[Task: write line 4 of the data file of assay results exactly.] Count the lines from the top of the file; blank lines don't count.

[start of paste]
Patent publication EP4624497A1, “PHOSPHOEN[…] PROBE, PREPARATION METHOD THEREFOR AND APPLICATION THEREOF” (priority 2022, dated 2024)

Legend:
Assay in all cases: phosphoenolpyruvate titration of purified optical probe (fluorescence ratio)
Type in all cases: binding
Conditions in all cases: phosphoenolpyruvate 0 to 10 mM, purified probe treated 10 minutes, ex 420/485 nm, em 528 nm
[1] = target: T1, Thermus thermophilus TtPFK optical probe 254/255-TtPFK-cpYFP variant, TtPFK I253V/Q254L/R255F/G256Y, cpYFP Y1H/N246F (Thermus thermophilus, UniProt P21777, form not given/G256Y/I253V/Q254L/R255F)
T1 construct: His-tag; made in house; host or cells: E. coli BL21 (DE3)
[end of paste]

Type in all cases: binding